United States: Liability For Accidents Involving Autonomous Vehicles

Last Updated: April 1 2019
Article by John A. Rine and Elizabeth Kirkhart

(March 2019) - The law related to civil liability for accidents involving autonomous vehicles is new and evolving. Various companies are developing autonomous vehicles, which will provide a great number of benefits. Autonomous vehicles could offer opportunities for access to transportation for those who cannot obtain licenses under current law, children, people with certain disabilities, and others. The introduction of this technology into the marketplace will likely increase safety on our highways by decreasing the dangers of driver inattention. However, this emerging technology also creates significant and potentially complicated liability issues as the law develops to meet these unique challenges.

While this is a relatively new technology, there have been numerous accidents involving autonomous vehicles in the United States. Between May 2016 and March 2018 there were at least three traffic fatalities involving these vehicles. In 2016, the "driver" of an autonomous vehicle was killed in an accident in Williston, Florida. A pedestrian was killed in an accident in Mountainview, California in March, 2108 and in March 2018, another pedestrian was killed by an autonomous vehicle in Arizona. Of course, there have also been non-fatal accidents. For instance, in the State of California alone, autonomous vehicles have been involved in more than thirty accidents since 2014.

Whether the accident is fatal or non-fatal, there are unique issues in investigating autonomous vehicle crashes and in defending lawsuits related to these types of accidents.

How Does the Law Define the Term "Autonomous Vehicle?"

States and venues define the term "autonomous vehicle" in different ways. The State of Florida defines and "autonomous vehicle" as "any vehicle equipped with autonomous technology." "Autonomous technology" means "technology installed on a motor vehicle that has the capability to drive the vehicle on which the technology is installed without the active control or monitoring of a human operator." California defines an "autonomous vehicle" as "any vehicle equipped with autonomous technology that has been integrated into that vehicle . . . Autonomous technology means technology that has the capability to drive a vehicle without the active physical control or monitoring by a human operator." Several other states and the District of Columbia have provided similar definitions of "autonomous vehicle."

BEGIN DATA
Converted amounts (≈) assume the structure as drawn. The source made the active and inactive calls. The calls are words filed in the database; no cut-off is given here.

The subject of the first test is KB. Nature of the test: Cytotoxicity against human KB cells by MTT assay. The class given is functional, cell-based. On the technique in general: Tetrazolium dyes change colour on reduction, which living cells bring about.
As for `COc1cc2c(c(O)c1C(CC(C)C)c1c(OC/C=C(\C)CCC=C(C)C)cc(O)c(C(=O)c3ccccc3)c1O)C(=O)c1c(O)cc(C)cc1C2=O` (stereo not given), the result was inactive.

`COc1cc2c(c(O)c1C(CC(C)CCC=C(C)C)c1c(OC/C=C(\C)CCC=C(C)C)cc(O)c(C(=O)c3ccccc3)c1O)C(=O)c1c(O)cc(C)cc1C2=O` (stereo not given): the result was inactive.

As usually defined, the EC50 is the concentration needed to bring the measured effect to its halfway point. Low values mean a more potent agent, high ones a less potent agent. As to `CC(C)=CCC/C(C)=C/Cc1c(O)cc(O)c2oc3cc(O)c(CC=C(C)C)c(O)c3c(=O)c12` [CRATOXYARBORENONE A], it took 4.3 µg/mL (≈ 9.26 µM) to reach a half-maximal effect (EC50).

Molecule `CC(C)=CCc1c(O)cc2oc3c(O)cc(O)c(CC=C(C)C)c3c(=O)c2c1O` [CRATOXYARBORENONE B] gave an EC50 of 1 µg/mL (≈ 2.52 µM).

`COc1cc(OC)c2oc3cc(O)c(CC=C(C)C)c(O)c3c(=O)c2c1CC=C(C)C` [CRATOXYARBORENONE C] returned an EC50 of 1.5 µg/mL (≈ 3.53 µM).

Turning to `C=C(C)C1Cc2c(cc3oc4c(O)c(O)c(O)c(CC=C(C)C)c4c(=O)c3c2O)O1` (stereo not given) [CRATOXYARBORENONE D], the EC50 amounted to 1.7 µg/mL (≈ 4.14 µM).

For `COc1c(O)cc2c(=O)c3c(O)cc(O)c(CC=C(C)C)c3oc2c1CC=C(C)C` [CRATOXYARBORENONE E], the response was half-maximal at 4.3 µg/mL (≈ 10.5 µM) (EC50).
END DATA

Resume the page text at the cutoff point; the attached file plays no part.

It is also important to recognize exclusions from the definition of "autonomous vehicle." Florida excludes a motor vehicle "enabled with active safety devices or driver assistance systems . . . unless such system alone or in combination with other systems enables the vehicle on which the technology is installed to drive without active control or monitoring by a human operator." Similarly, California provides that "an autonomous vehicle does not include a vehicle that is equipped with one or more collision avoidance systems . . . but are not capable collectively or singularly of driving the vehicle without active control or monitoring of a human operator." Several states and the District of Columbia have adopted similar exclusions to the definition of "autonomous vehicle." In short, the developing law related to autonomous vehicles will likely be limited to those vehicles that "drive themselves" without continuing input from a human operator. This is opposed to vehicles with more familiar driver assistance, such as cruise control, lane assistance or adaptive cruise control.

Further complicating this area of law, not all states and/or venues have adopted definitions for autonomous vehicles. In fact, only twenty-nine of the fifty states (and the District of Columbia) have enacted legislation related to autonomous vehicles, although governors in eleven states have issued executive orders related to autonomous vehicles.

These complicating factors will require legal analysis. It will be important to retain counsel familiar with the relevant laws in the state where an accident involving this type of vehicle occurs.

Who is Liable in a Crash with No Driver?

Once we have defined "autonomous vehicle," it is important to consider the issue of liability in an autonomous vehicle involved accident. Of course, the question of liability is not simple even in an accident involving traditional vehicles. Often, more than one person or entity can be liable. This will also likely be the case in crashes involving autonomous vehicles.